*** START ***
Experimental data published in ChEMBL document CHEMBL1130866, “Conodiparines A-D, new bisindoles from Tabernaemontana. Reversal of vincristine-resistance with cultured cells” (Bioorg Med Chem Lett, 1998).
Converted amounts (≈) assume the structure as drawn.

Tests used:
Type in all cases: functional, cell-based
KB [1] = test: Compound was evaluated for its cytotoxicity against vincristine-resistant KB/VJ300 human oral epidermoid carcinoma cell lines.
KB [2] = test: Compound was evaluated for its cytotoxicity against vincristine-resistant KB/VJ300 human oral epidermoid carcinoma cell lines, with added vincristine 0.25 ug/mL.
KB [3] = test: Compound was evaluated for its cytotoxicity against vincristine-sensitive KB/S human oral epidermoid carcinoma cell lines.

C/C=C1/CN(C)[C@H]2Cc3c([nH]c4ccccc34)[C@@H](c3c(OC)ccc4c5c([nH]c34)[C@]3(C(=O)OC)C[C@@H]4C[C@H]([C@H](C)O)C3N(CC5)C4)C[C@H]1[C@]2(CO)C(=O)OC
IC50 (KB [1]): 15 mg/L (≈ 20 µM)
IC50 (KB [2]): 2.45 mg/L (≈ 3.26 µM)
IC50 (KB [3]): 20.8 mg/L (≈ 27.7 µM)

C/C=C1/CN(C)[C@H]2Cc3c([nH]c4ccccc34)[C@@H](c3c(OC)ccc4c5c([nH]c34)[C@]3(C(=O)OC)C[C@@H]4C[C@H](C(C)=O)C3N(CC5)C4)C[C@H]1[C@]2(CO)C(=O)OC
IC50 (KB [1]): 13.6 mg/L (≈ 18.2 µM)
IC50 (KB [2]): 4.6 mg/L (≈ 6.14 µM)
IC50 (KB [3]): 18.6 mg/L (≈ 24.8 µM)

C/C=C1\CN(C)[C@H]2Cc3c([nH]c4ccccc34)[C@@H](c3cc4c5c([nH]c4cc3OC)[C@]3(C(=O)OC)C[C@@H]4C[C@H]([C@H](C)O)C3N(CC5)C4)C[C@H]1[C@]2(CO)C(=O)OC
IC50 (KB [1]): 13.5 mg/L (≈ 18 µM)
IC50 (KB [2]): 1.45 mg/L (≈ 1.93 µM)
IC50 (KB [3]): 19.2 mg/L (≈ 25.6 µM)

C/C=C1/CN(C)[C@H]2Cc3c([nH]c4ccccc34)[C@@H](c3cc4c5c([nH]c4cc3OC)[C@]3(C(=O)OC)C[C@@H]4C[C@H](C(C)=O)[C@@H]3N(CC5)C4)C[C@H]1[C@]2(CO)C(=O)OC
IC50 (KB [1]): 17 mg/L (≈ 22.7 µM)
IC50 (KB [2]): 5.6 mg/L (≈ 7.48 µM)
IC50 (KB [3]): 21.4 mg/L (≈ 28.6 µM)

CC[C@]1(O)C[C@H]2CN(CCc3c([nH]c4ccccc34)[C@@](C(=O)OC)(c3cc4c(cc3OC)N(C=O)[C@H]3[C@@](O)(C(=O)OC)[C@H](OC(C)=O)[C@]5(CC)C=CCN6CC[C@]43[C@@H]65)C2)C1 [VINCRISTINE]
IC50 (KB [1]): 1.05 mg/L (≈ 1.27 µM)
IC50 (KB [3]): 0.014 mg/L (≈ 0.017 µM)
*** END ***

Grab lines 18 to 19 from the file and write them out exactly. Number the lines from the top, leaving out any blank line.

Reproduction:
IC50 (KB [2]): 1.45 mg/L (≈ 1.93 µM)
IC50 (KB [3]): 19.2 mg/L (≈ 25.6 µM)